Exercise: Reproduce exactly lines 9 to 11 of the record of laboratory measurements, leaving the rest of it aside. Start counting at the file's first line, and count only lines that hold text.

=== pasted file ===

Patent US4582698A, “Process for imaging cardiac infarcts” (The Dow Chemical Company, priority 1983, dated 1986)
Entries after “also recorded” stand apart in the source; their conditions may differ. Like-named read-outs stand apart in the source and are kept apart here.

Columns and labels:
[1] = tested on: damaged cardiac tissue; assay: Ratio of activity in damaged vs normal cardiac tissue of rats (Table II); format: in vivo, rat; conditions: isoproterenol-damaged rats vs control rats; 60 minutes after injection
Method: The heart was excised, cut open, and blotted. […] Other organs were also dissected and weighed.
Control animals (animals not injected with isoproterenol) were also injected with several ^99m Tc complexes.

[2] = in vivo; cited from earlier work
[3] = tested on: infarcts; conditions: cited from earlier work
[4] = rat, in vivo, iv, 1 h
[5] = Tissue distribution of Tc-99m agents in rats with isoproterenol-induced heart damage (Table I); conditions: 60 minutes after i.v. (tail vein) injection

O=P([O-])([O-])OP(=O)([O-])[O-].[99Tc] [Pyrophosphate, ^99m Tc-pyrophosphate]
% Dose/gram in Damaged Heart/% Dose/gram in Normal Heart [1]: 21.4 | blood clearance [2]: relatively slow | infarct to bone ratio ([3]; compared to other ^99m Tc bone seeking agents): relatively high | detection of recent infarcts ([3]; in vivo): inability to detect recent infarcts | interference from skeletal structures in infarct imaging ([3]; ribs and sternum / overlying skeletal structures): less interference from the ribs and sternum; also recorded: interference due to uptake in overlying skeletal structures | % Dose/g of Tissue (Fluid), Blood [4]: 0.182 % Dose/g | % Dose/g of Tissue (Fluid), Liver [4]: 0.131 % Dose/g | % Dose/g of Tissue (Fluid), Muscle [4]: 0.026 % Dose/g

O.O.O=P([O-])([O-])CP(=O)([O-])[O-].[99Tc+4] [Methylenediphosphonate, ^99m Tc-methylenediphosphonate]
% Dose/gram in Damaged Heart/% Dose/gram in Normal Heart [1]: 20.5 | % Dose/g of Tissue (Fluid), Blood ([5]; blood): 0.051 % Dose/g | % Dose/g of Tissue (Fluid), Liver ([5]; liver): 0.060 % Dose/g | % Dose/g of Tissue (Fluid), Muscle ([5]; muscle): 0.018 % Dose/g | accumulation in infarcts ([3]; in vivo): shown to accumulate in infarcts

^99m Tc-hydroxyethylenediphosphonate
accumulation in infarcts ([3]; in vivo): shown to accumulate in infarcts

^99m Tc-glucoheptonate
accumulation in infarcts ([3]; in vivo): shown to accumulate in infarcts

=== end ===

[4] = rat, in vivo, iv, 1 h
[5] = Tissue distribution of Tc-99m agents in rats with isoproterenol-induced heart damage (Table I); conditions: 60 minutes after i.v. (tail vein) injection

O=P([O-])([O-])OP(=O)([O-])[O-].[99Tc] [Pyrophosphate, ^99m Tc-pyrophosphate]